FIG. 3 shows a representation of the data symbols that can be transmitted using the system of FIGS. 1 and 2. FIG. 3 shows resistors 22 and 23 (corresponding to resistors 12 and 13 of the receiver of FIGS. 1 and 2) connected in series between a node P1 and a node P2 which would be respectively connected to the conductors from the transmitter. A first data symbol is represented by a current flow from node P1 to node P2: a second data symbol is represented by a current flow from node P2 to node P1.

The present invention extends the transmission of symbols by adding a third resistor, as shown in FIG. 4. FIG. 4 shows resistors 22, 23 and 24 with a first terminal connected to nodes P1, P2 and P3 respectively and each having a second terminal connected to a common node Z. FIG. 4 shows the six symbols that can be transmitted using that configuration of resistors, namely: a current flow from node P1 to node P2 via resistors 22 and 23; a current flow from node P1 to node P3 via resistors 22 and 24; a current flow from node P2 to node P3 via resistors 23 and 24; a current flow from node P2 to node P1 via resistors 23 and 22; a current flow from node P3 to node P1 via resistors 24 and 22; and a current flow from node P3 to node P2 via resistors 24 and 23.

A fourth resistor 25 may be added coupled between a node P4 and the common node Z, as shown in FIG. 5, a further six symbols can be transmitted i.e. current flows from node P4 to each of nodes P1, P2 and P3, and current flows, in the opposite sense, from each of nodes P1, P2 and P3 to node P4. Further resistors may be added.

In preferred embodiments of the invention a set of resistors is employed at the transmitter and receiver in the manner of FIGS. 1 and 2 with each of the nodes connected to the respective transmission line.

For every symbol transmitted using the extended system described above, there are two active nodes, with the symbol transmitted being represented by which of the nodes are active and also the sense of current flow in the active two.

The system of the invention can therefore have N nodes where N>=3. In such a system, current can be passed from any one of the N nodes and return through any one of the N−1 remaining nodes. Therefore the total number of symbols (S), distinguished in that way, that can be transmitted is given by:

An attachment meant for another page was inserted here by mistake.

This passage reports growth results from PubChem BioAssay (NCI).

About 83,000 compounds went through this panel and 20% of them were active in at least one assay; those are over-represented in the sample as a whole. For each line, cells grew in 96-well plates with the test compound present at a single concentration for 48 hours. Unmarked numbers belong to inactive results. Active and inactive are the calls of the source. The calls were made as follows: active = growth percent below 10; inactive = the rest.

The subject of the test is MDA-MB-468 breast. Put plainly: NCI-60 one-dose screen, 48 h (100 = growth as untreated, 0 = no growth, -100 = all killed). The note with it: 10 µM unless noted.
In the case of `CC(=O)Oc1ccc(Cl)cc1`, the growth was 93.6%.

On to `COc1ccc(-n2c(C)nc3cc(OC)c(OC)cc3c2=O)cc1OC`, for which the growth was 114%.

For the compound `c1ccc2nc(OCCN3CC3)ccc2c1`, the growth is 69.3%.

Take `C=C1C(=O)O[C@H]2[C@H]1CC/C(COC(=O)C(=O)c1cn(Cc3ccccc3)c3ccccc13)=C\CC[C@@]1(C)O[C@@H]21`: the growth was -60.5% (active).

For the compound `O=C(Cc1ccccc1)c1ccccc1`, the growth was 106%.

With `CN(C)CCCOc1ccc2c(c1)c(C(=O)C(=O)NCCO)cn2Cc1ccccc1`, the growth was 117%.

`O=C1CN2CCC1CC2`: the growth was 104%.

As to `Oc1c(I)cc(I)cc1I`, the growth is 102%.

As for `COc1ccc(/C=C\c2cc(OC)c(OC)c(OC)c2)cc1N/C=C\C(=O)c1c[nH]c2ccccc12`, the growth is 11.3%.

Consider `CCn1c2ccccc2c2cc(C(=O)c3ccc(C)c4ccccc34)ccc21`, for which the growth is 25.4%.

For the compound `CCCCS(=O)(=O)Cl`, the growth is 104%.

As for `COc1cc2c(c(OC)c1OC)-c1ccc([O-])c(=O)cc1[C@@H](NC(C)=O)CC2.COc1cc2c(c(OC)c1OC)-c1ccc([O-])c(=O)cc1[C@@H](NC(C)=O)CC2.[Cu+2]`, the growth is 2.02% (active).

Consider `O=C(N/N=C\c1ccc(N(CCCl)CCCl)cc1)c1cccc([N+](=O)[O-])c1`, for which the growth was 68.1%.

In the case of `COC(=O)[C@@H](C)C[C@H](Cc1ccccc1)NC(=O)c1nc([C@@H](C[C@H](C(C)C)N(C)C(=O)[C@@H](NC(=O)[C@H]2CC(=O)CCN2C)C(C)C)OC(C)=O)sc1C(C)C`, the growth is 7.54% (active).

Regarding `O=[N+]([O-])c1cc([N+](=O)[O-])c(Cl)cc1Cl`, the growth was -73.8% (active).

S=N(N−1)

The number of bits (B) of information contained in one such symbol is given by:
B=log2(S) where log2 is the logarithm to base 2

In general, B will be a non-integer value. The transmission system will, in a simple example, be driven from a data encoder operating on a given number of usable bits (Bu), that number being given by:
B u =int(B) where int(B) is the integer part of B

The number of usable symbols (Su) is given by:
Su=2B u

There will be a number of unused symbols, which may be used for other purposes, for example as control signals. One of the unused symbols could be used to indicate invalid data; such a symbol may be transmitted when there is no data to be transmitted down a channel but nevertheless it is desired to transmit a symbol anyway, for example, so that the receiver knows that the channel is working. Another use of a spare symbol is to replace the second of a repeated symbol to ensure that adjacent symbols are always different. These are useful for transmission links that require clock recovery at the receiver end since using such a “ditto” symbol D ensures an edge in the transmitted data. If a symbol S is repeated several times a sequence that can be transmitted is SDSD . . . . If there is an extended period of invalid data edges in the data can be maintained by transmitting the invalid data symbol alternately with the ditto symbol.

In the N-node system described above, N input/output pins are required to convey Bu bits of data. In a conventional differential system, this would require 2.Bu input/output pins. The ratio of these gives a pin usage factor. This equates to 75% for a 3-node system, dropping further to an optimum value of 62.5% for a 5-node system. For N>5, the pin usage factor generally increases although it remains below 100% for N<14.

The power dissipation of the data link is constant, regardless of the number of nodes, since there are only ever two active nodes. The relative power dissipation compared with the distribution of the equivalent number of bits using connection differential transmission system is given by (1/Bu).

The number of nodes that can be used is restricted only by the practicability of the physical implementation of the transmission system. For most practical purposes, it is envisaged that 3, 4 or 5 node systems will probably offer the most optimal solutions.